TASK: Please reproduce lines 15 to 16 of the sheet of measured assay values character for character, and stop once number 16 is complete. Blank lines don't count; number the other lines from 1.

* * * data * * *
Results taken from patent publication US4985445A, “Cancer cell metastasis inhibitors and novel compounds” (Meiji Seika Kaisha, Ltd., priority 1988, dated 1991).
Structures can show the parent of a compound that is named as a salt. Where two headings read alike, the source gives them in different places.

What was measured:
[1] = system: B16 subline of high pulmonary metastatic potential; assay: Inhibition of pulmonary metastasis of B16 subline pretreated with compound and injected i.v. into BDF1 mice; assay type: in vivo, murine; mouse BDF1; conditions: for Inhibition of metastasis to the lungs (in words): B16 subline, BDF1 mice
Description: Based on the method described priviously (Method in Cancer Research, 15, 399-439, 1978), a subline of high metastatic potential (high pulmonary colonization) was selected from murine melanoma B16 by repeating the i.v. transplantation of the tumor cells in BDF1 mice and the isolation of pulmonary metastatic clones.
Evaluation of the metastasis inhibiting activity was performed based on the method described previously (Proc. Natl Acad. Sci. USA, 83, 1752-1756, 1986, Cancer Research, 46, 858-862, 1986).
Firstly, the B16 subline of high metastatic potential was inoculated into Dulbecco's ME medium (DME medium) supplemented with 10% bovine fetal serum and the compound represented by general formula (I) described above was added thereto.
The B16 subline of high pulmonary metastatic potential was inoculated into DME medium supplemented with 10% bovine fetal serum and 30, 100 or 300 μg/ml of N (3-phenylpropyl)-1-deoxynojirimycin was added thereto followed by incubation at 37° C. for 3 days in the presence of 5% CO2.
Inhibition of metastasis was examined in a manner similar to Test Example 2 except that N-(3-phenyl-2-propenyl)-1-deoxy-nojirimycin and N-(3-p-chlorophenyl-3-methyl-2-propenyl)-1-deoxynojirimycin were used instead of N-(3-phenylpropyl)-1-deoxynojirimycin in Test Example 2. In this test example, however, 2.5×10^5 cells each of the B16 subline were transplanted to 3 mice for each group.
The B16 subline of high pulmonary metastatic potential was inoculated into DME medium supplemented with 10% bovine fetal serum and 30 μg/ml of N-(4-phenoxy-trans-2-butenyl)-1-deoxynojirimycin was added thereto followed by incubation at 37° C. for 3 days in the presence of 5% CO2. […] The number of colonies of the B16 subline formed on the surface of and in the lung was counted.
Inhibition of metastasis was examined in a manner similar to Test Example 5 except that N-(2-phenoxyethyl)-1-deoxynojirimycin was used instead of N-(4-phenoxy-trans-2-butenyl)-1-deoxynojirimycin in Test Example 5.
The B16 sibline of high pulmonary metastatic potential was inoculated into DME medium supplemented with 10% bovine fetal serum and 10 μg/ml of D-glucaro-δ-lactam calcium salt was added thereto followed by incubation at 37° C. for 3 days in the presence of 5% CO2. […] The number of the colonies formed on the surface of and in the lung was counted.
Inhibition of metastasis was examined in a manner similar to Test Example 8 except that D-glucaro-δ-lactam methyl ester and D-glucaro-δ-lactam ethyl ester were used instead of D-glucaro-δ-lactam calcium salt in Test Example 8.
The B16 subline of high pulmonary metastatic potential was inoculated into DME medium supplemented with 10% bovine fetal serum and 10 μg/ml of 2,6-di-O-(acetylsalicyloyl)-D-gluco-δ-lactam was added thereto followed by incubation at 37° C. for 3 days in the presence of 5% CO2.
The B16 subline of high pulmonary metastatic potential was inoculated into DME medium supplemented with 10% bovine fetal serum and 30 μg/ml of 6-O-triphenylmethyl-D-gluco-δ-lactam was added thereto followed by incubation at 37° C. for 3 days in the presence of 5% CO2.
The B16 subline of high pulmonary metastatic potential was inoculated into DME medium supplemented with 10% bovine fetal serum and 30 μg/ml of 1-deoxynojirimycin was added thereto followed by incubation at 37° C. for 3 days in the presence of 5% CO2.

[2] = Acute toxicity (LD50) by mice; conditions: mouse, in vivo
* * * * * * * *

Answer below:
The B16 subline of high pulmonary metastatic potential was inoculated into DME medium supplemented with 10% bovine fetal serum and 30 μg/ml of 6-O-triphenylmethyl-D-gluco-δ-lactam was added thereto followed by incubation at 37° C. for 3 days in the presence of 5% CO2.
The B16 subline of high pulmonary metastatic potential was inoculated into DME medium supplemented with 10% bovine fetal serum and 30 μg/ml of 1-deoxynojirimycin was added thereto followed by incubation at 37° C. for 3 days in the presence of 5% CO2.